Breaking open Philippians:
  1. Which two groups of people does Paul contrast in this reading?
  2. What do you think that Paul means by “earthly things”?
  3. What does it mean to be a citizen of heaven?
  4. What might be the realities of what Paul calls the “body of our humiliation” for the Philippians?  What about you?

Saint Luke 13: 31-35

Some Pharisees came and said to Jesus, "Get away from here, for Herod wants to kill you." He said to them, "Go and tell that fox for me, 'Listen, I am casting out demons and performing cures today and tomorrow, and on the third day I finish my work. Yet today, tomorrow, and the next day I must be on my way, because it is impossible for a prophet to be killed outside of Jerusalem.' Jerusalem, Jerusalem, the city that kills the prophets and stones those who are sent to it! How often have I desired to gather your children together as a hen gathers her brood under her wings, and you were not willing! See, your house is left to you. And I tell you, you will not see me until the time comes when you say, 'Blessed is the one who comes in the name of the Lord.'"

This reading from Luke is filled with so many images, the most touching of which is the picture of God (Jesus) as a hen gathering and protecting her brood under a protective wing.  In a sense, this passage is similar to the question of the disciples of John the Baptist, who ask Jesus “are you the one, or are we looking for another.”  To the cynicism of the Pharisees, Jesus responds with lists of deeds, signs, really, of the messianic era.  There is a reference to the three days, and to the fate of prophets, especially in Jerusalem.  All of this has a result, however, in a statement of faith of those who see Jesus and his works, “Blessed is the one who comes…”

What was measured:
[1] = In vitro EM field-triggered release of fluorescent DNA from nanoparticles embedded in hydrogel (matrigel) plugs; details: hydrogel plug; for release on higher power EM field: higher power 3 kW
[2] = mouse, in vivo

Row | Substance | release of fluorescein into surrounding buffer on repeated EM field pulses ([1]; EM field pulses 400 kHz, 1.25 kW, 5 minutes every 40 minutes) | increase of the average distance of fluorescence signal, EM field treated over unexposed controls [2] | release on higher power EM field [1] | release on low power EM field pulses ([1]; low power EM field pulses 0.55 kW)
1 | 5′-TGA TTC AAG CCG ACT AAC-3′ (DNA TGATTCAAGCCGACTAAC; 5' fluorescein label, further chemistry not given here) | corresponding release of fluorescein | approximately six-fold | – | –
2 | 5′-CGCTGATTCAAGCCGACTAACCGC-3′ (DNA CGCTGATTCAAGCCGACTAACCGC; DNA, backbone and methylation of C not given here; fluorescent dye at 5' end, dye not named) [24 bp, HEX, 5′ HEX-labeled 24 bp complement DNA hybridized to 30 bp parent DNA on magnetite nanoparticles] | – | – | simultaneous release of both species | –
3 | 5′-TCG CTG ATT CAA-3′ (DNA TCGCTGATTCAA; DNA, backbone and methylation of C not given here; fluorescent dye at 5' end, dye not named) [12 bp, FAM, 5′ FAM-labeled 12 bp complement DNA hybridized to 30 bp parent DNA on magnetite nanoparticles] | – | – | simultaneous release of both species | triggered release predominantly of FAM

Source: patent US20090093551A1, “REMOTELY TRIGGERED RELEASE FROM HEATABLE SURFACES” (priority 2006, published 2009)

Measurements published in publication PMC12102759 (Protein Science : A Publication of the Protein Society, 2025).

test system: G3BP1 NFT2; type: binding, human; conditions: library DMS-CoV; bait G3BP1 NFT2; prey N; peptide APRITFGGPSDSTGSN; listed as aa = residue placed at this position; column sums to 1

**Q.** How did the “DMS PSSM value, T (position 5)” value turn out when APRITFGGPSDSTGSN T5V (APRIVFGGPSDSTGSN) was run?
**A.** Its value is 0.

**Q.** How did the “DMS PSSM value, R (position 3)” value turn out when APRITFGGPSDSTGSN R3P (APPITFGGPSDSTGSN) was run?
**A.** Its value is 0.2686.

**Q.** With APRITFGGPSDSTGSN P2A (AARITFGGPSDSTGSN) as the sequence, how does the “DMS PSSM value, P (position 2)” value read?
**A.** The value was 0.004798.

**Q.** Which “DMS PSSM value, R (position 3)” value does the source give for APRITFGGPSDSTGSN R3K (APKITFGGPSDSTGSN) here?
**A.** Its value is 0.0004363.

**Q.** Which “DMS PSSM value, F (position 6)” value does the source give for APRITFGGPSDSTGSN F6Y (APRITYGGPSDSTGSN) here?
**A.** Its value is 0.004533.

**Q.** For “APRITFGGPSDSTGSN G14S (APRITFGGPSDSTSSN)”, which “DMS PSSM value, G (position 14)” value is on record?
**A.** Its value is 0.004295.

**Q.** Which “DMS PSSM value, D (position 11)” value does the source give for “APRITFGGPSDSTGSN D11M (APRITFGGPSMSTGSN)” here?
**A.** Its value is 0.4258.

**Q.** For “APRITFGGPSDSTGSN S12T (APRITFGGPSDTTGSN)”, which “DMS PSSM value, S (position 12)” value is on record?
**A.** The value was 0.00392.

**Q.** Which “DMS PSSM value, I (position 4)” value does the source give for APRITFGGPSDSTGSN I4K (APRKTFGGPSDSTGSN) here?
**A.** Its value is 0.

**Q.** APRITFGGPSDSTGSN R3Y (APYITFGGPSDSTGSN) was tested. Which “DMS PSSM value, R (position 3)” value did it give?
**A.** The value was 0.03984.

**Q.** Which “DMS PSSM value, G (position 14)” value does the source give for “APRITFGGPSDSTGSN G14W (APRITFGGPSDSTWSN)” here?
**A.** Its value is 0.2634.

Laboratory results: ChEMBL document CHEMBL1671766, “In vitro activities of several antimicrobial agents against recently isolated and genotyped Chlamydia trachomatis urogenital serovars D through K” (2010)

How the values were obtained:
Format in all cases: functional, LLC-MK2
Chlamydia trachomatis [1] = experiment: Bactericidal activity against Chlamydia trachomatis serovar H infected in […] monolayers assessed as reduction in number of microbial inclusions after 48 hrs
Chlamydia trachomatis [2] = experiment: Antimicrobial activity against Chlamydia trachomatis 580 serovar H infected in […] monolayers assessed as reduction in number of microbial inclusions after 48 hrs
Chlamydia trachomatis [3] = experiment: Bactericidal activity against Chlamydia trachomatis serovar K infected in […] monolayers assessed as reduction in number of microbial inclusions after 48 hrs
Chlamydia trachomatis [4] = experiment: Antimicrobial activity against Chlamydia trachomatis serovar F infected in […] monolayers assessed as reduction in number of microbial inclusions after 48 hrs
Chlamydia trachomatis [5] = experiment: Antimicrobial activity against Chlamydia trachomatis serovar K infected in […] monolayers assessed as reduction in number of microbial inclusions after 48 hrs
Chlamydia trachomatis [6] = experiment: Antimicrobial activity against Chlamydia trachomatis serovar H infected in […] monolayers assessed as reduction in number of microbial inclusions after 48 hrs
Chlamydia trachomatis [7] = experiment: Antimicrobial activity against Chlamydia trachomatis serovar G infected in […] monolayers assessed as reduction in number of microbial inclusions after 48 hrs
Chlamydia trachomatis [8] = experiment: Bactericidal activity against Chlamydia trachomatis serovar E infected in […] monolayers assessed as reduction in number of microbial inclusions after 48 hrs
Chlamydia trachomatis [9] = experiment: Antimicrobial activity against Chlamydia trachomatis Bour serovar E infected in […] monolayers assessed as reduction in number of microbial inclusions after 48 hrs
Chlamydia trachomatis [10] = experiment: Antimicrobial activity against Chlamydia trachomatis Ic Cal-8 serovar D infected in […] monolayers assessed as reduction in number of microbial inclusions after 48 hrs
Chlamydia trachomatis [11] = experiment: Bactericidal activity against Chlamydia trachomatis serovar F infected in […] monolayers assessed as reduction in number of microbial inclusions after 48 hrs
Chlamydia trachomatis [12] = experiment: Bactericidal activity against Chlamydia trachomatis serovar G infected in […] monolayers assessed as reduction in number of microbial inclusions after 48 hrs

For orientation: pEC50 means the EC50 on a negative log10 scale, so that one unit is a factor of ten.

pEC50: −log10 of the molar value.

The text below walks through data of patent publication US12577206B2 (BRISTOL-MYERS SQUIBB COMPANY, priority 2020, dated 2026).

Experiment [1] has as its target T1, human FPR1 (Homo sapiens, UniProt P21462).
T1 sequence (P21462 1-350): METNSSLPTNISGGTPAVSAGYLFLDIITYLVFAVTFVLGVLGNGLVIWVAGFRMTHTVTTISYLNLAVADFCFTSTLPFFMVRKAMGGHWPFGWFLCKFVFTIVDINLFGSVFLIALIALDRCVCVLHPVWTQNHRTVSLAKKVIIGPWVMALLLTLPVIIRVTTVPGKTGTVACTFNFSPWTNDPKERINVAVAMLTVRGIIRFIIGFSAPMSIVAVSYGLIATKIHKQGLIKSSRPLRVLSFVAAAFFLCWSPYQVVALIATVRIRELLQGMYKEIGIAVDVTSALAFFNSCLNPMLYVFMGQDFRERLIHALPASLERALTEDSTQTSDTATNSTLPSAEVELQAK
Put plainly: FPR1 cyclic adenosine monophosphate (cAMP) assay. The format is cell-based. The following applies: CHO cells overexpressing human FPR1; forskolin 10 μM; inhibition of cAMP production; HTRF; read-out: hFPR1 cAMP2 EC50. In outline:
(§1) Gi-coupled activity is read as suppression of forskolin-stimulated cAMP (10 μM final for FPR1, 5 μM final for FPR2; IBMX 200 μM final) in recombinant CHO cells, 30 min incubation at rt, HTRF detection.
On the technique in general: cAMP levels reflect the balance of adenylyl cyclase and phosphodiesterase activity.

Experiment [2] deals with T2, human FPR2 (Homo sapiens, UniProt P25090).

Breaking open the Gospel:
  1. Why is Jerusalem depicted as a place “that kills the prophets”?
  2. Why does Jesus need to go to Jerusalem?
  3. What does this reading say about Jesus’ “destiny”?

After breaking open the Word, you might want to pray the Collect for Sunday:

O God, whose glory it is always to have mercy: Be gracious to all who have gone astray from your ways, and bring them again with penitent hearts and steadfast faith to embrace and hold fast the unchangeable truth of your Word, Jesus Christ your Son; who with you and the Holy Spirit lives and reigns, one God, for ever and ever. Amen.